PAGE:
Review: Experiment in Terror
Blu-ray & DVD: Experiment in Terror (1962)
Single bank teller Kelly Sherwood (Lee Remick) returns home late at night and is grabbed by a heavy-breathing asthmatic (Ross Martin) hiding in her garage. He threatens to kill her and her teenage sister Toby (Stefanie Powers) unless she steals $100,000 from her bank for him. He continues to torment her with threatening phone calls to her home and her work and somehow seems to know that she has contacted F.B.I. agent John Ripley (Glenn Ford) who is frantically trying to track him down.
A lot of critics were rather put out when Blake Edwards followed his breezy Breakfast at Tiffany’s with this darkish Thriller. I had never seen this before and I do like a good black and white thriller, however despite its cult status, I found this a good half an hour too long.
Having said that it is unusual as I can’t ever recall seeing a similar character to Remick’s Kelly before, a career girl who is confident and seemingly ‘in control’ of her life until she is grabbed in her own garage by an unknown assailant, who is faceless but recognisible from his wheezy breathing. The opening scene is quite sexualized, as he covers her mouth with his gloved hand, she struggles and he grips tighter, whispering in her ear, the light shines upon her terrified eyes, which are light even though this is a black and white film, one can assume Remick eyes are light blue.
Ford isn’t given anything solid to do and tends to crash around from one area/scene to another all the time being as macho as possible. One interesting scene occurs in a witness’s house. She makes mannequins and all around the apartment are various models in repose. Her death is surprisingly subversive as she is found hanging upside down from the ceiling by Ford (who blinks a bit).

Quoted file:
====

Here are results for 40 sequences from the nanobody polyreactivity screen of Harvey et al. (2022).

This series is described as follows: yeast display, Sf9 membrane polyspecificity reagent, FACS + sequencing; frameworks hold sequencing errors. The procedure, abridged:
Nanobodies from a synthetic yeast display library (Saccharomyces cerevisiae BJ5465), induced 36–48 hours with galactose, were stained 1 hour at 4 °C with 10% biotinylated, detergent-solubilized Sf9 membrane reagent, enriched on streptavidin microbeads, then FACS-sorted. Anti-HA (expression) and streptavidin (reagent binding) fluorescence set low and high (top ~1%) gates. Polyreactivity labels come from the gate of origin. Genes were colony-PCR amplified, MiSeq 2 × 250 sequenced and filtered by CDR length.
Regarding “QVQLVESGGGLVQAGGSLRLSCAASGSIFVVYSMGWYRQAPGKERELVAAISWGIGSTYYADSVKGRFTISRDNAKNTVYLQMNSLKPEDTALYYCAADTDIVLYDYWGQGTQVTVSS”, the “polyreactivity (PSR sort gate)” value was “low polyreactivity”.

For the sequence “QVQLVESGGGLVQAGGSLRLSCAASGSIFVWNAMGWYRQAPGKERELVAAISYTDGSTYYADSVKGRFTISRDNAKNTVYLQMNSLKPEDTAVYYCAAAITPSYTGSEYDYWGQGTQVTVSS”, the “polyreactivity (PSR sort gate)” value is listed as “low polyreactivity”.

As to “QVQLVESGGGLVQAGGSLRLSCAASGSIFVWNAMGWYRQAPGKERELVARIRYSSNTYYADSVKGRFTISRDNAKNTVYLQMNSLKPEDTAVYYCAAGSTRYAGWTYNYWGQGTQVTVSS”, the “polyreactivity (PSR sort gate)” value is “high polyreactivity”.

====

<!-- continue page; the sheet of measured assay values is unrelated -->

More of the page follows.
Stephanie Powers ably plays Toby, the kidnapped and possibly raped (was she? She IS blinking a lot and is half naked in a locked room) sister of Kelly, with real American spunk.
Finally Ford realises the killer (yes he’s done this before and killed) is Red Lynch (Ross Martin) and he starts to follow his movements. Here’s where the film takes a somewhat strange twist, where Ford finds out that Lynch ‘likes’ Chinese people, and it becomes apparent that he may be trying to get money for his Chinese girlfriends disabled son.
This film did remind me a lot of another film made after it, Don Siegel’s Dirty Harry. Whether or not Siegel saw this film and, not so much copied it, but took some of the ‘vibe’ from it is possible, as the ending of Experiment in Terror is SO similar to Dirty Harry that I did raise an eyebrow (Dirty Harry is a far superior film in my opinion).
I should mention that this film looks wonderful. If it’s too long and not the classic I think it’s lauded to be, the price of the disc is worth it to see San Francisco in 1964.
- INDICATOR LIMITED EDITION SPECIAL FEATURES:
• 4K restoration from the original negative
• Original mono audio
• Alternative 5.1 surround sound track
• Audio commentary by film critic Kim Morgan
• All By Herself: Stefanie Powers on ‘Experiment in Terror’ (2017, 19 mins): new and exclusive filmed interview with the actress
• Isolated score: experience Henry Mancini’s original score
• Theatrical trailers
• TV spots
• New and improved English subtitles for the deaf and hard-of-hearing
• Limited edition exclusive 32-page booklet with a new essay by film critic Kim Morgan, and a new examination of the secret FBI files dedicated to screenwriters The Gordons by Jeff Billington
• UK Blu-ray premiere
• Limited Dual Format Edition of 3,000 copies